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Index Amdo

Amdo (ʔam˥˥.to˥˥) is one of the three traditional regions of Tibet, the other two being Ü-Tsang and Kham; it is also the birthplace of the 14th Dalai Lama. [1]

90 relations: Amban, Amdo County, Ü-Tsang, Bayan Har Mountains, Beijing, Changtang, Chiang Kai-shek, China, Chinese expedition to Tibet (1720), Choekyi Gyaltsen, 10th Panchen Lama, Classical Tibetan, Communist Party of China, Dalai Lama, Domestic yak, Drogön Chögyal Phagpa, Dzo, Dzungar people, Four Seas, Gansu, Güshi Khan, Gelug, Golok people, Han Chinese, Han dynasty, Hui people, India, Je Tsongkhapa, Kangxi Emperor, Kashmir, Kham, Kiang, Kirti Gompa, Kublai Khan, Kumbum, Kumbum Monastery, Kuomintang, Labrang Monastery, Lama, Lanzhou, Lha-bzang Khan, Lhasa, Liulin, Gansu, Ma Bufang, Ma clique, Ma Qi, Machu Picchu, Max Oidtmann, Ming dynasty, Mongol invasions of Tibet, Mongolian horse, ..., Mongols, Muslim, Nagqu, Nepal, Ngawa Tibetan and Qiang Autonomous Prefecture, Ngawa Town, Patron and priest relationship, People's Liberation Army, Qiang (historical people), Qing dynasty, Qing dynasty in Inner Asia, Qinghai, Qinghai Lake, Republic of China (1912–1949), Sakya Monastery, Sanskrit, Sichuan, Song dynasty, Songtsen Gampo, Sumpa, Tang dynasty, Tanggula Mountains, Tarim Basin, Tibet, Tibet Autonomous Region, Tibet under Qing rule, Tibet under Yuan rule, Tibetan Empire, Tuyuhun, Vinaya, Western Xia, Wild yak, Xining, Yangtze, Yellow River, Yongzheng Emperor, Yuan dynasty, 13th Dalai Lama, 14th Dalai Lama, 2008 Summer Olympics. Expand index (40 more) »


Amban (Manchu:Amban, Mongol: Амбан, Tibetan:ཨམ་བན་am ben, Uighur:ئامبان་am ben) is a Manchu language word meaning "high official," which corresponds to a number of different official titles in the Qing imperial government.

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Amdo County

Amdo County is a county within Nagqu of the Tibet Autonomous Region of China.

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Ü-Tsang or Tsang-Ü, is one of the three traditional provinces of Tibet, the other two being Amdo and Kham.

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Bayan Har Mountains

The Bayan Har Mountains (Баянхар уул, Bayanhar ūl, meaning "rich black"), formerly known as the Bayen-káras, are a mountain range in Tibet, China.

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Beijing, formerly romanized as Peking, is the capital of the People's Republic of China, the world's second most populous city proper, and most populous capital city.

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The Changtang (alternatively spelled Changthang) is a part of the high altitude Tibetan Plateau in western and northern Tibet extending into southeastern Ladakh, India, with vast highlands and giant lakes.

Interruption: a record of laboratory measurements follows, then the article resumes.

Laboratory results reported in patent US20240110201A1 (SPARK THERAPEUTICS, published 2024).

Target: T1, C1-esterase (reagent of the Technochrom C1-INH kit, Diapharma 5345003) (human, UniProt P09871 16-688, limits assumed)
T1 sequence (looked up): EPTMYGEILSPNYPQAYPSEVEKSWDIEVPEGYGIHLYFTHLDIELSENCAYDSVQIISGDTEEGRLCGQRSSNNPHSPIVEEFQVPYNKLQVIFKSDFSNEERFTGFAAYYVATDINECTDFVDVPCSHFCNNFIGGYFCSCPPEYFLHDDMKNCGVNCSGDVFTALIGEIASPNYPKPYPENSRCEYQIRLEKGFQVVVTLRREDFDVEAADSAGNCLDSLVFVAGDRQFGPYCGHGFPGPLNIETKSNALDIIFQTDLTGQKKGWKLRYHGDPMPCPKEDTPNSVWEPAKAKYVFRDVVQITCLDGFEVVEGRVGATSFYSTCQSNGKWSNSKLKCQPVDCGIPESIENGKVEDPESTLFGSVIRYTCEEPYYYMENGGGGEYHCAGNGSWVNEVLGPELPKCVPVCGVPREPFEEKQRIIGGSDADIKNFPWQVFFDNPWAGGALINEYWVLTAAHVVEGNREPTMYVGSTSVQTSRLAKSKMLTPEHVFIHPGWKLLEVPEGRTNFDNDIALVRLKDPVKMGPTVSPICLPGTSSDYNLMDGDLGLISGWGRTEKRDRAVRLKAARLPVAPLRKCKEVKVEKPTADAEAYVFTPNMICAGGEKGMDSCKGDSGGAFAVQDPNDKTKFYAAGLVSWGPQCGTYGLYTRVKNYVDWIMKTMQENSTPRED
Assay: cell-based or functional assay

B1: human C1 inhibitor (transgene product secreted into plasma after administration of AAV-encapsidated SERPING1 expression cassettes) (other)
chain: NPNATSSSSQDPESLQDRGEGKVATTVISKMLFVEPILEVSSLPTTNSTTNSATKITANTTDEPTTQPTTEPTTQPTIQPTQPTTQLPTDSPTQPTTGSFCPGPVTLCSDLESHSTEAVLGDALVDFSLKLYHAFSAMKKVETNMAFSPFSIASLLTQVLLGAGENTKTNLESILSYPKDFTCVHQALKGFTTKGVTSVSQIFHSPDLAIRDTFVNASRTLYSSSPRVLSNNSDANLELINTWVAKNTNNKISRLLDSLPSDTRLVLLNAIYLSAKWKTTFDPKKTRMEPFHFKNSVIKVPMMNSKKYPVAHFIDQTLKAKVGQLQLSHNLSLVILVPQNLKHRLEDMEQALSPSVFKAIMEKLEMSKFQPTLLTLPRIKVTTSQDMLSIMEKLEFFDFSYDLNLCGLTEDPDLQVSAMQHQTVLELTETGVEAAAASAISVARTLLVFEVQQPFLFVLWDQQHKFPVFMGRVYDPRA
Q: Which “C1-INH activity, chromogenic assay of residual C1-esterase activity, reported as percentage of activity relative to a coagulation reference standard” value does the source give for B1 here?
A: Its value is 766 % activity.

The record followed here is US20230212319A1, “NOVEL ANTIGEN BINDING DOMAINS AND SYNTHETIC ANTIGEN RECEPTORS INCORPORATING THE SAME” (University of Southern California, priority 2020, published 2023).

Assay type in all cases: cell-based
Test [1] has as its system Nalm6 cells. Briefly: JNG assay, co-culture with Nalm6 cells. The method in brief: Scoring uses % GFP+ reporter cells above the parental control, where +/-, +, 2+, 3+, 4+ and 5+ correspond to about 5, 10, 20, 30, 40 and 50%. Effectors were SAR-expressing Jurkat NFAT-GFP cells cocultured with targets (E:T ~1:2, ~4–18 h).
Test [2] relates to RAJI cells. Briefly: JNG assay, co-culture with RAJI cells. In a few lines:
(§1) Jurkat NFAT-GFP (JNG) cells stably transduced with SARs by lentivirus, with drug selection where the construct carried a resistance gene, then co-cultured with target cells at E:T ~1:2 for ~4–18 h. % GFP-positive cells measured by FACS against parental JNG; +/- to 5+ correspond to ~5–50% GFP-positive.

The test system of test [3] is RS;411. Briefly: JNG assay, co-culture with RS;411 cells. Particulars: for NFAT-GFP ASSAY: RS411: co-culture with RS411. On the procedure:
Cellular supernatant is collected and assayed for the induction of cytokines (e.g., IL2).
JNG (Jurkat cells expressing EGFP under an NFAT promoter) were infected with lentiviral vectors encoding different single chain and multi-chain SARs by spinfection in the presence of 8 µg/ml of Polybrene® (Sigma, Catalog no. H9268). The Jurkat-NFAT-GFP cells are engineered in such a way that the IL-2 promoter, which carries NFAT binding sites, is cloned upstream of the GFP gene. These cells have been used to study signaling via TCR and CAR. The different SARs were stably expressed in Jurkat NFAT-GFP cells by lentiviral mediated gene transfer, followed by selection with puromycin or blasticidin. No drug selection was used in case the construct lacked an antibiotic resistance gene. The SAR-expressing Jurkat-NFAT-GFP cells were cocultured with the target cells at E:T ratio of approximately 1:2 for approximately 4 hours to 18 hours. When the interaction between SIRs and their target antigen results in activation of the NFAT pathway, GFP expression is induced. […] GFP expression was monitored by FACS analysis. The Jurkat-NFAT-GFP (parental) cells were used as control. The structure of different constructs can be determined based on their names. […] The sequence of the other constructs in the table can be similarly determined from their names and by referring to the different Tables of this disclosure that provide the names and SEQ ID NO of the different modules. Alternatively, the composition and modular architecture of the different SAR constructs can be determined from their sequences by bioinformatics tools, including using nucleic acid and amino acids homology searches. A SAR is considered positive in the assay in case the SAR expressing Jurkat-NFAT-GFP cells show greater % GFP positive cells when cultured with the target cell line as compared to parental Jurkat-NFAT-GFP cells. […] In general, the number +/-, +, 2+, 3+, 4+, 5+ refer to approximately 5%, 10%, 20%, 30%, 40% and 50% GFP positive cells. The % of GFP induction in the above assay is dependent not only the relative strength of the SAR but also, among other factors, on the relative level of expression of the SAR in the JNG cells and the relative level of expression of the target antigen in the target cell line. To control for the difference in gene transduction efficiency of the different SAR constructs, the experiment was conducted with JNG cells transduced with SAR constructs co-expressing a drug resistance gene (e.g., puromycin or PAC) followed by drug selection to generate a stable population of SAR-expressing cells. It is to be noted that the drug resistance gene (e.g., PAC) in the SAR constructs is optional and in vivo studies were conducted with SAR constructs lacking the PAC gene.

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Chiang Kai-shek

Chiang Kai-shek (31 October 1887 – 5 April 1975), also romanized as Chiang Chieh-shih or Jiang Jieshi and known as Chiang Chungcheng, was a political and military leader who served as the leader of the Republic of China between 1928 and 1975, first in mainland China until 1949 and then in exile in Taiwan.

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China, officially the People's Republic of China (PRC), is a unitary one-party sovereign state in East Asia and the world's most populous country, with a population of around /1e9 round 3 billion.

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Chinese expedition to Tibet (1720)

The 1720 Chinese expedition to Tibet or the Chinese conquest of Tibet in 1720 was a military expedition sent by the Qing empire to expel the invading forces of the Dzungar Khanate from Tibet and establish a Chinese protectorate over the country.

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Choekyi Gyaltsen, 10th Panchen Lama

Lobsang Trinley Lhündrub Chökyi Gyaltsen (19 February 1938 – 28 January 1989) was the tenth Panchen Lama of the Gelug School of Tibetan Buddhism.

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Classical Tibetan

Classical Tibetan refers to the language of any text written in Tibetic after the Old Tibetan period; though it extends from the 7th century until the modern day, it particularly refers to the language of early canonical texts translated from other languages, especially Sanskrit.

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Communist Party of China

The Communist Party of China (CPC), also referred to as the Chinese Communist Party (CCP), is the founding and ruling political party of the People's Republic of China.

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Dalai Lama

Dalai Lama (Standard Tibetan: ཏཱ་ལའི་བླ་མ་, Tā la'i bla ma) is a title given to spiritual leaders of the Tibetan people.

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Domestic yak

The domestic yak (Bos grunniens) is a long-haired domesticated bovid found throughout the Himalayan region of the Indian subcontinent, the Tibetan Plateau and as far north as Mongolia and Russia.

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Drogön Chögyal Phagpa

Drogön Chogyal Phagpa (1235 – 15 December 1280), was the fifth leader of the Sakya school of Tibetan Buddhism.